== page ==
In 1986 Michael Purcell edited the Golden Jubilee Journal for the
Christian Brothers, Bishop Foley School. Due to shortage of space many
articles were omitted. As promised in that booklet C.C.H.S. intend to
publish the omitted material in our journals. The following is one such
article; it was submitted by Carlow born Cartan Finegan.
The mind has a tendency to block out unpleasant memories and maybe
that's why my recollections of Carlow C.B.S. are so sketchy, and I'm not
yet old enough to indulge in nostalgia. I mentioned the request to write
this little piece to my equally distinguished Carlow-man, Jimmy Kelly —
the head barman in the Shelbourne Hotel, and this kindly man remarked
sadly "Ah! the Christian Brothers . . . they were very hard". This
unlocked my memory log jam, and the images that were awakened
illustrated very vividly the different relationships between pupils and
teachers today and the Christian Brothers and their lay-teacher
subordinates in my day. The principles of any behaviour science did not
influence the single-sex authoritarian regime, which, while enunciating
the catholic ethos, practised the protestant ethic — that hard work
brought its automatic rewards.
Passing exams was the only end product, with no hint that producing good
citizens was also a community benefit.
The Brothers, whose simple nationalistic fervour was father to the Provo
inheritance; the 'leather' backed technique in teaching Irish that
assured its failure; the Retreats where the Missioner thundered in
"Portrait of the Artist" style, and whose probing of youthful sexuality
was more voyeuristic than guiding; the lay-teacher who scorned at boys
whose parents were very poor; and the one who whistled happily as he
dealt with the boys lined up for physical punishment, these are on the
unpleasant side of the coin of memory.
Coming from the nun's preparatory school, St. Joseph's into the
cold-looking new granite C.B.S., one became conscious of an austere
ambience, unsoftened by creativity in form, colour or attitude. But this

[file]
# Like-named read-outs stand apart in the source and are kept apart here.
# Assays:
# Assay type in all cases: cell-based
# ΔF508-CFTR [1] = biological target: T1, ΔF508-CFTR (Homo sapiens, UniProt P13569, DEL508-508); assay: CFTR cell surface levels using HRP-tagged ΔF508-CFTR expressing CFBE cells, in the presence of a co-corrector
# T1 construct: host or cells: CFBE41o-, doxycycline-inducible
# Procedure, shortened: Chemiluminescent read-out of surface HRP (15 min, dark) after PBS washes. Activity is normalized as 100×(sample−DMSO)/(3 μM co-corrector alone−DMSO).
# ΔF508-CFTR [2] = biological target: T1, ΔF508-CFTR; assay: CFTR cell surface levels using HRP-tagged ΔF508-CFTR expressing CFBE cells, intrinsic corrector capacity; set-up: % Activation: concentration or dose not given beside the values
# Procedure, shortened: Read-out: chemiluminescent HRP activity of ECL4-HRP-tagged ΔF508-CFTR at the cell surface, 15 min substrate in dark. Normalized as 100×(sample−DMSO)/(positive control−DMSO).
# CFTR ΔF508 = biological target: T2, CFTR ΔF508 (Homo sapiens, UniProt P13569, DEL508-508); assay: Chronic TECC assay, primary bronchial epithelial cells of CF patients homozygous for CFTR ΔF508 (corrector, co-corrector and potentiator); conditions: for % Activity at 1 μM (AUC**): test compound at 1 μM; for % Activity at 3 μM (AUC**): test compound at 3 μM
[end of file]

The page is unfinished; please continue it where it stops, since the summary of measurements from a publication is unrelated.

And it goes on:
is less a reflection on the C.B.S. than on the society of that day —
which it mirrored. It produced very many sad results in pupils whose
skills in Gaelic and catholic doctrine equipped them poorly for the
societies to which they had to emigrate. The sense of betrayal,
articulated in cynicism expressed by the many whose children are now
very English, makes one glad that today's society, with all its defects,
is a much warmer and more human society and one hopes that is also
manifest in the Carlow C.B.S. as it completes its first half-century.
If some of our published material triggers off other memories, perhaps
you would put pen to paper and submit your story for publication.
We owe an enormous debt of gratitude to the Presbyterian and Methodist
communities in Carlow for their invaluable assistance in the past. They
have enabled our Society to create employment, by providing
accommodation for our projects and have allowed us to use their premises
as an archival repository.
By Cartan Finegan, who for many years was Head of Marketing for An Bord
Bainne internationally and is now Assistant General Manager of C.I.E.
and Director of C.I.E. Tours International. He is also currently
President of the Chartered Institute oj Transport in Ireland.
in Carlow Past & Present Vol. 1. No. 3. 1990 p. 105
The Christian Brothers in Carlow
Mrs. Mary O'Neill
1853, Most Rev. James Walsh, Bishop
Kildare and Leighlin, applied to the
Superior General of the Christian Brothers
to establish a Community in Carlow. He
the then Administrator of Carlow,
Rev. James Butler, to wait on the Superior
General in North Richmond Street, Dublin,
and to deliver the letter as below:
Dear Mr. Riordan,